In How To Be we’re going to look at a variety of characters from Not D&D and conceptualise how you might go about making a version of that character in the form of D&D that matters on this blog, D&D 4th Edition. Our guidelines are as follows:
- This is going to be a brief rundown of ways to make a character that ‘feels’ like the source character
- This isn’t meant to be comprehensive or authoritative but as a creative exercise
- While not every character can work immediately out of the box, the aim is to make sure they have a character ‘feel’ as soon as possible
- The character has to have the ‘feeling’ of the character by at least midway through Heroic
When building characters in 4th Edition it’s worth remembering that there are a lot of different ways to do the same basic thing. This isn’t going to be comprehensive, or even particularly fleshed out, and instead give you some places to start when you want to make something.
Another thing to remember is that 4e characters tend to be more about collected interactions of groups of things – it’s not that you get a build with specific rules about what you have to take, and when, and why, like you’re lockpicking your way through a design in the hopes of getting an overlap eventually. Character building is about packages, not programs, and we’ll talk about some packages and reference them going forwards.
One of my favourite things about media is the way that just because I don’t like a work or a show or a plot or whatever it doesn’t have to mean I don’t like or won’t have a reason to be interested in something in that. Moments, scenes, characters, dialogue, all sorts of small things can be extracted from their source and appreciated for what they are and what they could be even if they wouldn’t be that way in the work they’re from. I don’t have to like Rent to think that Out Tonight is a banger, that kind of thing.
So to with She-Ra and the Princess of Power. I didn’t like the show that much and I stopped watching it and that’s entirely okay, but while I watched it I did meet a character I liked, and it seems that lots of other people like. Let’s examine then how we’d go about making the good-natured princess himbo, Scorpia.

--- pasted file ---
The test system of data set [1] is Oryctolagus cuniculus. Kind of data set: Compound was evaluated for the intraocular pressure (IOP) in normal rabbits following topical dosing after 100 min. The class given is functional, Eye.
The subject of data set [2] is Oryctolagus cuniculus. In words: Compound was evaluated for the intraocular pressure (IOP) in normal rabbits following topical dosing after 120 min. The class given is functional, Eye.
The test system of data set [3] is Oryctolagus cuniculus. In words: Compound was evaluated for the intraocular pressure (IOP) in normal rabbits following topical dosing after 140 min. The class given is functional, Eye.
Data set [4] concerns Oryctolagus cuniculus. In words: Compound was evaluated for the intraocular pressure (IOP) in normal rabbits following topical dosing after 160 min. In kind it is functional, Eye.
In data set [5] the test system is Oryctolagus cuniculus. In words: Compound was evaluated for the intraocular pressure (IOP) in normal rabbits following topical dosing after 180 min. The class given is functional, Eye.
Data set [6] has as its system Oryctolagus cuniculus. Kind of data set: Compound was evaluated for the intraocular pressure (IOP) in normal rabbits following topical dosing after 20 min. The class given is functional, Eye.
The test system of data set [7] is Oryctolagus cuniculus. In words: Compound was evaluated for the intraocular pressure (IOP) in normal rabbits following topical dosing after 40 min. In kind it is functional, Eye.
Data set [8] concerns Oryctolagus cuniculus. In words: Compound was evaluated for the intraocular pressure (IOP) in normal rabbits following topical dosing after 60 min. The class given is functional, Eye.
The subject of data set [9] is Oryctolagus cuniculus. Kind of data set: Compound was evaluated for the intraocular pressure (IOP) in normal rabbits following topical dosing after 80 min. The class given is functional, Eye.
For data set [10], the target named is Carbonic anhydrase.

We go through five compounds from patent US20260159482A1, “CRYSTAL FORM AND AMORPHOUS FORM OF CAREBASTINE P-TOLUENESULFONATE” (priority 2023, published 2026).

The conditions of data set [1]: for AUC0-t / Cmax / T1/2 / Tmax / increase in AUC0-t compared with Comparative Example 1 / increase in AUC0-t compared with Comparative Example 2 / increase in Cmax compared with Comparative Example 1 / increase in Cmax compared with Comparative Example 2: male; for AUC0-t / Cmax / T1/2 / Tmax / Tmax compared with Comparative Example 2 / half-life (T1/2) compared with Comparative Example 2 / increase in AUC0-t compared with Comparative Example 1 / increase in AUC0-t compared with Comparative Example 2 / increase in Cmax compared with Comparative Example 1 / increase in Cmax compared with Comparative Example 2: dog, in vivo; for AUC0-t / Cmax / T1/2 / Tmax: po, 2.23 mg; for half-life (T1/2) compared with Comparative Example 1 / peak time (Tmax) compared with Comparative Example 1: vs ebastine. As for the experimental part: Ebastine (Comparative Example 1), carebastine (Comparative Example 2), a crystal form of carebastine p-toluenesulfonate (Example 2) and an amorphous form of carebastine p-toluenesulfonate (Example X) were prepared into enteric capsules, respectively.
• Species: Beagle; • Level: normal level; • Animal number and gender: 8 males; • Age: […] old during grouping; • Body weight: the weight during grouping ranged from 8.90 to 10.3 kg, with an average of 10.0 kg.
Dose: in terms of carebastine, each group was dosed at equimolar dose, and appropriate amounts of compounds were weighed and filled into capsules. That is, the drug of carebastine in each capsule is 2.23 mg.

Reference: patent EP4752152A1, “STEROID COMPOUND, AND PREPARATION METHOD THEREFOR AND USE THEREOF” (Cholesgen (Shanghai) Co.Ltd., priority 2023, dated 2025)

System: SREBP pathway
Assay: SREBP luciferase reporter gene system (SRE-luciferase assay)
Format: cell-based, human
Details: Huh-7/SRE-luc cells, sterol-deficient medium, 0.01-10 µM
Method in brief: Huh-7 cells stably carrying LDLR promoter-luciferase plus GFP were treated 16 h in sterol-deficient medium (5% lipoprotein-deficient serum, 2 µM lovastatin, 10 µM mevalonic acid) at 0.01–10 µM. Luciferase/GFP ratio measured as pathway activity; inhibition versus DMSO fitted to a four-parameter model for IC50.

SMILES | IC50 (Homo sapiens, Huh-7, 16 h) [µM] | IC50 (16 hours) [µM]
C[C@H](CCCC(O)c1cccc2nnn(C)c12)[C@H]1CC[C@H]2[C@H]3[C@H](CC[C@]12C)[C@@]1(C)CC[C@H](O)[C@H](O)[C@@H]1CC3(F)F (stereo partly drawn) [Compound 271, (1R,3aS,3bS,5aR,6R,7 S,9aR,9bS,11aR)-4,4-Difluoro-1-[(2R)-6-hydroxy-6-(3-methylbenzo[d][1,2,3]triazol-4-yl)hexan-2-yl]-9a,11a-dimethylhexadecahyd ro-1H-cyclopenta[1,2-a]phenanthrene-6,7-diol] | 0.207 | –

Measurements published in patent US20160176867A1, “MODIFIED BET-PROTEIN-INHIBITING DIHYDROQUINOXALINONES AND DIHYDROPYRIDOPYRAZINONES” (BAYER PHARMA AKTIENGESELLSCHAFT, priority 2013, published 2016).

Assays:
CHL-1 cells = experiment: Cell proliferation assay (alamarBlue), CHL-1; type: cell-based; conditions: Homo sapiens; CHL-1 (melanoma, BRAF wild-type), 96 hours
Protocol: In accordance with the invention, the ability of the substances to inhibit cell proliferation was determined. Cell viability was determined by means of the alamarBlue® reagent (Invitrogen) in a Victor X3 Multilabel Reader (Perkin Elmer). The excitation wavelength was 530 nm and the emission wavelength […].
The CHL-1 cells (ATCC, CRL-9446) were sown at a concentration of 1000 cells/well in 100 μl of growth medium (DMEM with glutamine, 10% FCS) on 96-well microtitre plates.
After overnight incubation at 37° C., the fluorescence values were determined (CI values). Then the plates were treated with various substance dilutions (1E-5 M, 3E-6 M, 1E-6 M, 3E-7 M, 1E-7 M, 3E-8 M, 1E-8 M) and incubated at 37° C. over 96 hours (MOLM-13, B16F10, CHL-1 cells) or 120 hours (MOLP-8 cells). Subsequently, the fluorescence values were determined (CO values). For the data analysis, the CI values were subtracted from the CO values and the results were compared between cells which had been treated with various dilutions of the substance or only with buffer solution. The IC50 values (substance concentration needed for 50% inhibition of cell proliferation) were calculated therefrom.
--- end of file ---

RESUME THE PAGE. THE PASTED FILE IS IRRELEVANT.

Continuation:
Scorpia is a big strong tough himbo who can grab people, control them, paralyse things with poisons, and get punched in the face pretty well. She lacks subtlety and fingers, and she’s very emotionally stable. We don’t see her wearing armour proper, but we do see her picking up lightning powers later in the series. Not a super complicated build option here.
There are things that must be the way they are for the character to feel right, and there are things that can’t be a particular way for the character to feel right. It’s one thing for Scorpia to do things she didn’t do in the show, it’s another for her to do things she couldn’t do in the show.
I’m circling around this because it’s kinda clear that Scorpia isn’t a character who relies on her intelligence or wisdom a lot. That’s important, at least to me, because one thing you could do with a Scorpia is a druid. Druids get to do melee damage, they can control people with their presence, and they get monstery traits and can be tough, which would be great for Scorpia… but Druids use wisdom, and Scorpia is probably not a high wisdom build.
Or is she?
Because you might see Scorpia’s insight into Catra’s personality as a sort of long-form hopeful wisdom; that she could see the good person Catra could become, but that wisdom was not tempered by an intelligence recognising who she was now. Maybe Scorpia could be a high-wisdom build… but a low intelligence one.
Or maybe she’s a big nice dumb dumb in both stats, I don’t know.
Looking at all the things that go into Scorpia then, what we have is:
- Physically capable melee combatant
- No necessary reliance on weapons
- Potentially lightning powers
- Potentially poison powers
That gives us some easy choices. Turns out there are a lot of options for a big physical punchlady.
The Essential Scorpia
Glossary Note: Conventionally, the term used in D&D for this mechanical package is race. This is the typical term, and in most conversations about this game system, the term you’re going to wind up using is race. For backwards compatibility and searchability, I am including this passage here. The term I use for this player option is heritage.